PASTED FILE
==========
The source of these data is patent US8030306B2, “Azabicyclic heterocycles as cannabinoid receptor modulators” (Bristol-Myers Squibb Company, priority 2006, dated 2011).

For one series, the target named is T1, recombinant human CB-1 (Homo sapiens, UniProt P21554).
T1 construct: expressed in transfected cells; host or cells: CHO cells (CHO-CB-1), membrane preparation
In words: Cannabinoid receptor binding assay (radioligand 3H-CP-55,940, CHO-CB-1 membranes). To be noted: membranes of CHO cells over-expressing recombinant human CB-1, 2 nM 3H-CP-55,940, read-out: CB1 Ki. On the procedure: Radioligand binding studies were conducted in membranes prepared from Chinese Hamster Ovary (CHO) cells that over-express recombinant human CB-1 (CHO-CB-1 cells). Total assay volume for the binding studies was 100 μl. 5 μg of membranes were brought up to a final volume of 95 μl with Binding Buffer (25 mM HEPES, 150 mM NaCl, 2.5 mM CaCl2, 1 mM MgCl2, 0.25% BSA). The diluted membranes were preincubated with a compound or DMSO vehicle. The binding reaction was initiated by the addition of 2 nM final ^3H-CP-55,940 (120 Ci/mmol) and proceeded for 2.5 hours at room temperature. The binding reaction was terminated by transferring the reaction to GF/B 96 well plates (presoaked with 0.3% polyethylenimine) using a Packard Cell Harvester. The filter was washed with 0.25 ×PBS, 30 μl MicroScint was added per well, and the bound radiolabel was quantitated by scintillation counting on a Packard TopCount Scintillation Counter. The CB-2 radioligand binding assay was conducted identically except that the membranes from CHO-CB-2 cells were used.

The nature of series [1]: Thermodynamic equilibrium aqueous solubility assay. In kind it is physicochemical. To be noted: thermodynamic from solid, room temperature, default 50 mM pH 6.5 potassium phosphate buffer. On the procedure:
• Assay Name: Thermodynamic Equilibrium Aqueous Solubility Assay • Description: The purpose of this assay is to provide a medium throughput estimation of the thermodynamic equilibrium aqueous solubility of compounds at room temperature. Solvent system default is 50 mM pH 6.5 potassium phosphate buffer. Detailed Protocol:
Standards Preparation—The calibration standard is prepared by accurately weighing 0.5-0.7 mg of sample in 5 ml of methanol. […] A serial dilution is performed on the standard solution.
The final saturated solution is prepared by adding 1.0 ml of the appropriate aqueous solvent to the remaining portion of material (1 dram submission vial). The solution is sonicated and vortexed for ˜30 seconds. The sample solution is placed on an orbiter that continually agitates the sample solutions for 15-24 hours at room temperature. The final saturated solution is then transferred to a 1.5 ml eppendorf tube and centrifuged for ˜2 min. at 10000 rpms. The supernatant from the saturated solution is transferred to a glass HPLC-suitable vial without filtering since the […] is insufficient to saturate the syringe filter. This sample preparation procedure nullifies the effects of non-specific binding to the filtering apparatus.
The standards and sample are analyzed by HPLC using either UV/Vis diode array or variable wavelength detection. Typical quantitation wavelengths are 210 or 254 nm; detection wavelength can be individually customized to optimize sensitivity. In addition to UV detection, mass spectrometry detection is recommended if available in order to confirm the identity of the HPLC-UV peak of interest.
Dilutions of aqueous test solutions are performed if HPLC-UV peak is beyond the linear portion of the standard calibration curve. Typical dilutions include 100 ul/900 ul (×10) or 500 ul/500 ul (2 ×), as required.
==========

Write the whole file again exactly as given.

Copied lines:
The source of these data is patent US8030306B2, “Azabicyclic heterocycles as cannabinoid receptor modulators” (Bristol-Myers Squibb Company, priority 2006, dated 2011).

For one series, the target named is T1, recombinant human CB-1 (Homo sapiens, UniProt P21554).
T1 construct: expressed in transfected cells; host or cells: CHO cells (CHO-CB-1), membrane preparation
In words: Cannabinoid receptor binding assay (radioligand 3H-CP-55,940, CHO-CB-1 membranes). To be noted: membranes of CHO cells over-expressing recombinant human CB-1, 2 nM 3H-CP-55,940, read-out: CB1 Ki. On the procedure: Radioligand binding studies were conducted in membranes prepared from Chinese Hamster Ovary (CHO) cells that over-express recombinant human CB-1 (CHO-CB-1 cells). Total assay volume for the binding studies was 100 μl. 5 μg of membranes were brought up to a final volume of 95 μl with Binding Buffer (25 mM HEPES, 150 mM NaCl, 2.5 mM CaCl2, 1 mM MgCl2, 0.25% BSA). The diluted membranes were preincubated with a compound or DMSO vehicle. The binding reaction was initiated by the addition of 2 nM final ^3H-CP-55,940 (120 Ci/mmol) and proceeded for 2.5 hours at room temperature. The binding reaction was terminated by transferring the reaction to GF/B 96 well plates (presoaked with 0.3% polyethylenimine) using a Packard Cell Harvester. The filter was washed with 0.25 ×PBS, 30 μl MicroScint was added per well, and the bound radiolabel was quantitated by scintillation counting on a Packard TopCount Scintillation Counter. The CB-2 radioligand binding assay was conducted identically except that the membranes from CHO-CB-2 cells were used.

The nature of series [1]: Thermodynamic equilibrium aqueous solubility assay. In kind it is physicochemical. To be noted: thermodynamic from solid, room temperature, default 50 mM pH 6.5 potassium phosphate buffer. On the procedure:
• Assay Name: Thermodynamic Equilibrium Aqueous Solubility Assay • Description: The purpose of this assay is to provide a medium throughput estimation of the thermodynamic equilibrium aqueous solubility of compounds at room temperature. Solvent system default is 50 mM pH 6.5 potassium phosphate buffer. Detailed Protocol:
Standards Preparation—The calibration standard is prepared by accurately weighing 0.5-0.7 mg of sample in 5 ml of methanol. […] A serial dilution is performed on the standard solution.
The final saturated solution is prepared by adding 1.0 ml of the appropriate aqueous solvent to the remaining portion of material (1 dram submission vial). The solution is sonicated and vortexed for ˜30 seconds. The sample solution is placed on an orbiter that continually agitates the sample solutions for 15-24 hours at room temperature. The final saturated solution is then transferred to a 1.5 ml eppendorf tube and centrifuged for ˜2 min. at 10000 rpms. The supernatant from the saturated solution is transferred to a glass HPLC-suitable vial without filtering since the […] is insufficient to saturate the syringe filter. This sample preparation procedure nullifies the effects of non-specific binding to the filtering apparatus.
The standards and sample are analyzed by HPLC using either UV/Vis diode array or variable wavelength detection. Typical quantitation wavelengths are 210 or 254 nm; detection wavelength can be individually customized to optimize sensitivity. In addition to UV detection, mass spectrometry detection is recommended if available in order to confirm the identity of the HPLC-UV peak of interest.
Dilutions of aqueous test solutions are performed if HPLC-UV peak is beyond the linear portion of the standard calibration curve. Typical dilutions include 100 ul/900 ul (×10) or 500 ul/500 ul (2 ×), as required.